Once modern food scientists figured out how to make low-calorie foods that still tasted good (debatable), we ended up with the diet-fitness industry. There was an increased awareness of the direct link between nutrition and fitness, leading to counting calories, avoiding certain foods, and embracing diet sodas.

Home exercise machines really came into their own during this era, as well. While it was increasingly common for men to work out at a gym, women were more likely to exercise at home. Stationary bikes and treadmills both became common household fixtures.

If you weren’t exercising at home, then you were probably taking a class in a dance studio. Jazzercise became a massive success in the 1970s, combining the cardio calisthenics of earlier decades with jazz dance moves. There are still over 8300 Jazzercise franchises worldwide.

The other big trend that emerged from the era was jogging. Running as a sport had become more popular in the late 60s and early 70s, thanks in part to track and field stars like Steve Prefontaine. Before that, running was just not a thing that ordinary people did unless they were being chased.

Jane Fonda Changes the Game

In 1982, Jane Fonda released what would prove to be the all-time best-selling workout video. She was 45 at the time and felt passionate about helping women work out. You can draw a straight line between Fonda’s exercise video empire and modern-day fitness influencers on social media.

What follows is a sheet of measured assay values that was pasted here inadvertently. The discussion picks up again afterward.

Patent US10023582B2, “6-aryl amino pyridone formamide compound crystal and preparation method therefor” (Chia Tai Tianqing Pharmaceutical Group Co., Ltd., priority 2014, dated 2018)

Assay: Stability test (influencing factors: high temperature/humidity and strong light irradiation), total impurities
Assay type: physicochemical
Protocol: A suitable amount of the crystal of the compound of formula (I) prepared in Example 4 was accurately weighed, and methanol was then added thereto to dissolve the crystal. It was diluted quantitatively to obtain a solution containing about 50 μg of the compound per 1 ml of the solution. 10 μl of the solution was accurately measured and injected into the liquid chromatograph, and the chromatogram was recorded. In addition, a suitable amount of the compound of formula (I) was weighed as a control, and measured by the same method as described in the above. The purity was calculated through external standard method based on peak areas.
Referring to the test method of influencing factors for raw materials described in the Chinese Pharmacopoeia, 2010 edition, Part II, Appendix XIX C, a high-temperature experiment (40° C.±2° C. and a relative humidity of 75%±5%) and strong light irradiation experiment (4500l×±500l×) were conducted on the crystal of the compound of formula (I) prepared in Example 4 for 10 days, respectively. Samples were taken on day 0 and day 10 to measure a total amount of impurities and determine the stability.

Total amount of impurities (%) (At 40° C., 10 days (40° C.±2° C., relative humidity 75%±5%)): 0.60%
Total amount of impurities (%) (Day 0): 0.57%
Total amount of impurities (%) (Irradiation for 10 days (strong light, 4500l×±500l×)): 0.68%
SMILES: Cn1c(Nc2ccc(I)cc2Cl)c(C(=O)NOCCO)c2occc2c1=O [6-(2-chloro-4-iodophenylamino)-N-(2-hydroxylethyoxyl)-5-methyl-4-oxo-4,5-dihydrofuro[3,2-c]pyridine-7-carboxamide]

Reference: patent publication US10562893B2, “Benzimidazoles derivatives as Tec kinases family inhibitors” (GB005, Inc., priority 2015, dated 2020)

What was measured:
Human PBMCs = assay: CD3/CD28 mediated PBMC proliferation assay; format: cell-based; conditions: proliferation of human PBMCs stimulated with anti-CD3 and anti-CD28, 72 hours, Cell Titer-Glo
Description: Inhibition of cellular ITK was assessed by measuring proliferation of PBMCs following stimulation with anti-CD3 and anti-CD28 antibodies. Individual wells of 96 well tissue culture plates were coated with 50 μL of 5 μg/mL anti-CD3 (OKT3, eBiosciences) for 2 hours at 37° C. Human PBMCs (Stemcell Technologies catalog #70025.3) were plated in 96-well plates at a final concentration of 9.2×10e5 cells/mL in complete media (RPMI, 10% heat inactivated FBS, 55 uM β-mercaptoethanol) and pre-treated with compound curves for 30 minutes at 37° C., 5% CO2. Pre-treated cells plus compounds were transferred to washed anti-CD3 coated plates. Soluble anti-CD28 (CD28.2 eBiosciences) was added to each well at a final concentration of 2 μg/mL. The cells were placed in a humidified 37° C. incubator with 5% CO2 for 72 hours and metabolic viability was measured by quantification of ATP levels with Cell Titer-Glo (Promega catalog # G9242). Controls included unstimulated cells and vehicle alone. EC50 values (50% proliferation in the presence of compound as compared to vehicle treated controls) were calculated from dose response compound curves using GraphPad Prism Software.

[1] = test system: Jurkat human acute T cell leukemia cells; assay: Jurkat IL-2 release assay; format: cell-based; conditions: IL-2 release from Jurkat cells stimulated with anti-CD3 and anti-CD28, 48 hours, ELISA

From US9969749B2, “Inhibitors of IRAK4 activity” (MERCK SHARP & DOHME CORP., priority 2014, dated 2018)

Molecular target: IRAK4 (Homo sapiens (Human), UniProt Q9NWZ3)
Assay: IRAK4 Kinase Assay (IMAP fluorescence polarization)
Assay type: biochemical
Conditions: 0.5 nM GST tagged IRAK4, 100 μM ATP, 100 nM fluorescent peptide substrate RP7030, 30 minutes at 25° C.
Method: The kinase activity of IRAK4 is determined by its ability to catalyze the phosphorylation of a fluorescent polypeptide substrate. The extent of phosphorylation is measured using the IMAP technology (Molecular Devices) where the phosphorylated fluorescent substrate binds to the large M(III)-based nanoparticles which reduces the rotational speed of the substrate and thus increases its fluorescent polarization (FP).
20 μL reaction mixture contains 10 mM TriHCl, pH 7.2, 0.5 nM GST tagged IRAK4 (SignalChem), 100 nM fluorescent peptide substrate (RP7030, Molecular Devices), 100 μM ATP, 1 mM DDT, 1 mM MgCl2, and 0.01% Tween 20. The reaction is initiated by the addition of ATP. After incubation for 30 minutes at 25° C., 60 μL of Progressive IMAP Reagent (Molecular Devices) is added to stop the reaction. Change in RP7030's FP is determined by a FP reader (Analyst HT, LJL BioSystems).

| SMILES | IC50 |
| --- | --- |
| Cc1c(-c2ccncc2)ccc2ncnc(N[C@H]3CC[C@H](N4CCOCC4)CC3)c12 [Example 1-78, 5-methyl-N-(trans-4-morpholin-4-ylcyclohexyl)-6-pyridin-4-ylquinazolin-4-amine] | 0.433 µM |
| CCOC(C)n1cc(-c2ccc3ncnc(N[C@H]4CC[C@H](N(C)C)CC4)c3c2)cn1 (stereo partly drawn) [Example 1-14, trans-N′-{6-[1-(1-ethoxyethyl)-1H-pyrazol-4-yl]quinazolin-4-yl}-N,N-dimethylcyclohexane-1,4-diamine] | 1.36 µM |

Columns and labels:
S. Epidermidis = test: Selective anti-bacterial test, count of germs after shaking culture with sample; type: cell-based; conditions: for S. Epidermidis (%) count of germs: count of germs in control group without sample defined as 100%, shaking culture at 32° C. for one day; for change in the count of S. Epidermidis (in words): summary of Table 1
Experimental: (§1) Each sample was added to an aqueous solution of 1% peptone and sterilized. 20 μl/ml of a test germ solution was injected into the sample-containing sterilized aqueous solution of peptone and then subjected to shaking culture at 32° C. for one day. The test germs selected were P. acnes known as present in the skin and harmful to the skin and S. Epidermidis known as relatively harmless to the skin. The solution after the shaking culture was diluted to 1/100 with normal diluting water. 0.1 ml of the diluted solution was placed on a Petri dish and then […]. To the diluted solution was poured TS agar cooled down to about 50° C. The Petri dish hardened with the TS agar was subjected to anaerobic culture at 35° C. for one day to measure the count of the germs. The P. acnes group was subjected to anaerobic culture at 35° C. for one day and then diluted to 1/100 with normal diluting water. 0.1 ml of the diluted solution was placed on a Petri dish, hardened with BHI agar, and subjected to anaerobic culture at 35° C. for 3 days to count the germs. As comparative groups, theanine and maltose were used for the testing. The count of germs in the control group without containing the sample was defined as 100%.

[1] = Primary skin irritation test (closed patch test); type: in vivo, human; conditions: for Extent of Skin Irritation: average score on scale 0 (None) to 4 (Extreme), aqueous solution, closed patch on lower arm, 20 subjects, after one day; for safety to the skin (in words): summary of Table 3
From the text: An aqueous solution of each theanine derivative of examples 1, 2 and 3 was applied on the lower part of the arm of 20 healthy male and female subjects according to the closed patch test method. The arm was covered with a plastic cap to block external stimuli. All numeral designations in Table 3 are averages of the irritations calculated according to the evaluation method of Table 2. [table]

Throughout the 80s and 90s, you were weird if you didn’t have at least one celebrity workout video. We had Cher’s video in my house. As you can see in the promo above for Fonda’s 1988 video, low-fat foods were also seen as the cornerstone to losing weight and maintaining a trim figure. Those high-cut leotards and shiny tights were not forgiving.

Workout fashion and street fashion began to overlap, and it wasn’t unusual for people to wear nylon tracksuits or colorful tights with legwarmers while hanging out at the mall. The actual exercise was mostly done in the comfort of your own living room.

In addition to step aerobics, the 80s and 90s saw an uptick in exercise and equipment that promised to pinpoint your “trouble spots.” The biggest examples were the Thighmaster, a butterfly-shaped torture device hawked by Suzanne Somers on non-stop infomercials, and the Buns of Steel program.

Throughout the 90s, women were encouraged to associate strength and power with building muscle. Workouts also became more gender-inclusive, especially the Tae Bo fitness system developed by Billy Blanks. However, it would be a long time before weightlifting would go mainstream.

The Aughts: Anything Goes

By the time we reach the start of the 21st century, it had become clear that America’s obesity problem wasn’t going away. That might have had something to do with the junk science behind the low-fat “health” foods that were full of sugar instead, but I digress.

It seemed like everyone was jumping from trend to trend, whether they were doing Zumba, taking spinning classes, or getting really into kickboxing. There was a sense that if we could just find the one thing that worked, then we could finally shed those extra pounds and live the fabulous rom-com life we’d always wanted.